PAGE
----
Effective Classroom Management

Topic: Learning Specifics
Words: 952 Pages: 3


Classroom management is where instructors establish and uphold proper student conduct in educational environments employing non-instructional classroom methods. Effective classroom management can be observed and evaluated to determine its efficacy using various tools, and it entails paying attention to how the classroom area is utilized, creating daily schedules, procedures, and regulations, and effectively sequencing and organizing activities. Effective classroom management can be observed and evaluated using various tools and techniques. Communication between the instructor, parents, and students is crucial for effective classroom management.

Classroom management skills can be positive and negative; however, both improve the likelihood of the desired behavior in students. This paper highlights techniques employed to observe and assess the efficacy of effective classroom management, methods that an instructional leader may use to analyze teachers’ classroom management at the K–12 and higher education levels. This paper will also highlight scenarios of positive and negative classroom management skills.

Good classroom management may be evaluated based on student performance and what they can accomplish with their knowledge. Grade-Level Assessments to check student performance can be assessed using the Missouri Assessment Program (Wiedermann et al., 2020). Evaluation of student outcomes might be official or informal, anonymous or in public, individualized or collective. Evaluation of classroom management efficacy entails monitoring student educational success as well as strategies to define goals and performance parameters for learners through the production of assignments and tests.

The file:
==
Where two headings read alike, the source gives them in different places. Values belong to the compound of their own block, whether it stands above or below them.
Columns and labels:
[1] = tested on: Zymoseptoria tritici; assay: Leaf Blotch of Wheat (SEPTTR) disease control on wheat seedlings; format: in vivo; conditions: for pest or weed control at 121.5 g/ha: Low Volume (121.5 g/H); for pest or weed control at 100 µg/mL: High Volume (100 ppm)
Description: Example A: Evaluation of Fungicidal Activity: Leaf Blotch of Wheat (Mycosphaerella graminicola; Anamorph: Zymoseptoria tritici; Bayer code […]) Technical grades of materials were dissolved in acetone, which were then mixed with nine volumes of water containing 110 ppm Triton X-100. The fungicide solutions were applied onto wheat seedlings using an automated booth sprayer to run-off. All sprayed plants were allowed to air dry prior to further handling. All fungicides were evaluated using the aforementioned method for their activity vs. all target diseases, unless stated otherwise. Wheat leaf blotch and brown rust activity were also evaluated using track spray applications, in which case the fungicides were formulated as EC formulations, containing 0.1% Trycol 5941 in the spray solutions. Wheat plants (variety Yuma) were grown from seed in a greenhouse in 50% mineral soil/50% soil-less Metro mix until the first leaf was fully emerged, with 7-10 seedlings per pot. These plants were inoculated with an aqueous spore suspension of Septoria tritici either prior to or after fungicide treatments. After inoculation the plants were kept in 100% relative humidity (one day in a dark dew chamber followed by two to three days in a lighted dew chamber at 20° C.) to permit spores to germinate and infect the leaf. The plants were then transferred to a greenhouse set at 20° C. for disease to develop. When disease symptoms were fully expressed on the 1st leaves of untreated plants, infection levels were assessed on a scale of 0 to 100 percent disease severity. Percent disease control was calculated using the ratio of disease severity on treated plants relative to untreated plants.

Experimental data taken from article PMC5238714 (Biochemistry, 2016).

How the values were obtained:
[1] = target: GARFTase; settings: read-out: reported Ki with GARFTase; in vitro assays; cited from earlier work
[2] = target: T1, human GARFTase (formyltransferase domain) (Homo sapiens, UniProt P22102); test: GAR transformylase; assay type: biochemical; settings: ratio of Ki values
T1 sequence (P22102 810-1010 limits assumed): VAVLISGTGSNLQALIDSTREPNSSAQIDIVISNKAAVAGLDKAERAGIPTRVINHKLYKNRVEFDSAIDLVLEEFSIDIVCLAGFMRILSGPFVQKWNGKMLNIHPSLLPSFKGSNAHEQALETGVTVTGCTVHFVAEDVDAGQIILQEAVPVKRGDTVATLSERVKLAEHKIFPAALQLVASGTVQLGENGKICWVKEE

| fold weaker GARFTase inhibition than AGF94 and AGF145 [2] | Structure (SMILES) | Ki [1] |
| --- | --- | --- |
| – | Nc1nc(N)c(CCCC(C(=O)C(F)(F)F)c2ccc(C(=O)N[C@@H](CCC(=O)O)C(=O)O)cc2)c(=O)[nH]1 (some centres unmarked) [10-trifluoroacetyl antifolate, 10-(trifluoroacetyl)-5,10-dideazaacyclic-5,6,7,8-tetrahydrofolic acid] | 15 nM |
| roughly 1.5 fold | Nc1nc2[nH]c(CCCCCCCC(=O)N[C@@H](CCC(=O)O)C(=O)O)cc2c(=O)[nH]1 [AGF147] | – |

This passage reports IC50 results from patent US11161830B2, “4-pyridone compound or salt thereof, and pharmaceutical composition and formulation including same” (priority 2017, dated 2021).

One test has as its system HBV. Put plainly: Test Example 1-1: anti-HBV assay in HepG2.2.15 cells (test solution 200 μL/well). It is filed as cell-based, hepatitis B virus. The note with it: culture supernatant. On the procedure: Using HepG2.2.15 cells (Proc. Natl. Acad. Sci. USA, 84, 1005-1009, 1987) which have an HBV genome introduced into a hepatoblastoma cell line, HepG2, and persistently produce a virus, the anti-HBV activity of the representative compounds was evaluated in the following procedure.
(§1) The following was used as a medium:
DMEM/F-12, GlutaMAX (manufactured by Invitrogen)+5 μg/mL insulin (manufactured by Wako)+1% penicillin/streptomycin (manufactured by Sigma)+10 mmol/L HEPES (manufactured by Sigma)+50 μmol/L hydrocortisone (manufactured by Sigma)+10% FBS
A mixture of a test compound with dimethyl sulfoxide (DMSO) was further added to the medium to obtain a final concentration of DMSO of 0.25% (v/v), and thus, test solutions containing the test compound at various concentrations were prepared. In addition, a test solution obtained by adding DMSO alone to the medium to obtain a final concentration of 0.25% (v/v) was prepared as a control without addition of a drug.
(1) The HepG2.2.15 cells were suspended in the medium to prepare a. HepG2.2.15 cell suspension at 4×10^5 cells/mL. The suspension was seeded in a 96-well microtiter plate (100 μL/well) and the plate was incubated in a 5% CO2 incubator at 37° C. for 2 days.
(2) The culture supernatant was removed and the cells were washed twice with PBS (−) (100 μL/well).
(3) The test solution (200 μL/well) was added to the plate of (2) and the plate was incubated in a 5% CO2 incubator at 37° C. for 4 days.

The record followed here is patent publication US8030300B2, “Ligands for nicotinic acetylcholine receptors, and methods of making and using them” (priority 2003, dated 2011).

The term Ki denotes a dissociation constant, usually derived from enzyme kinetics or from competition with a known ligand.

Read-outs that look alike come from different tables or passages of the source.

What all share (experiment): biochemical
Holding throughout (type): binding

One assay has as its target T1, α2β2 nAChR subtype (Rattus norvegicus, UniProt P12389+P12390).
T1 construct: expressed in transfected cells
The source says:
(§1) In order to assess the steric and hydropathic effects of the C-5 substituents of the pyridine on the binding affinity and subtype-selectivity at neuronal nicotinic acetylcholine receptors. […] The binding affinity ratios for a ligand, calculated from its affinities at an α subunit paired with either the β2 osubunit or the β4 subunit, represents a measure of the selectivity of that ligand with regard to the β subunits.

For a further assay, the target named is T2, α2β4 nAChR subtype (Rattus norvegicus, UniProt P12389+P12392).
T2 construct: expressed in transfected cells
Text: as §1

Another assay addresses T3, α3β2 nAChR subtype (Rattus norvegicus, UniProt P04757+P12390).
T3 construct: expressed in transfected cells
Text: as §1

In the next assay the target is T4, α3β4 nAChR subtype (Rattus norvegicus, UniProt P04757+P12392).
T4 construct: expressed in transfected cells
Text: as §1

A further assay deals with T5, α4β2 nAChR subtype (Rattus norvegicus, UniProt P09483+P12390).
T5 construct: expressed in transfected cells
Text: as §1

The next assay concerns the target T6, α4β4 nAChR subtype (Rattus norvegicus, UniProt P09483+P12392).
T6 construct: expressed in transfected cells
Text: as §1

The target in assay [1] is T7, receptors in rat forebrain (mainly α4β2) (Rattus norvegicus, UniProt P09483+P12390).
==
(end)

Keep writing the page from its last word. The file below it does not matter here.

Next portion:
Various tools may be used in the observation of classroom management strategies, including STOIC, which represents “structure classroom, teach expectations, observe and supervise, interact constructively, and correct fluently,” summarizes the main concepts for an orderly and productive classroom (Herman et al., 2020, p.8). Using the CHAMPS tool, which stands for “conversation, help, activity, movement, participation, and success,” impartial observers who are unaware of the intervention status can perform class observations (Henreta, 2020, p.8). The CHAMPS approach encourages instructors to adopt successful classroom management tactics by fostering good connections with all learners and increasing their involvement in learning (Sprick et al., 2021). Classroom-level observations, comprising measurements of teacher application of fidelity and compliance, can be gathered three times within teaching periods.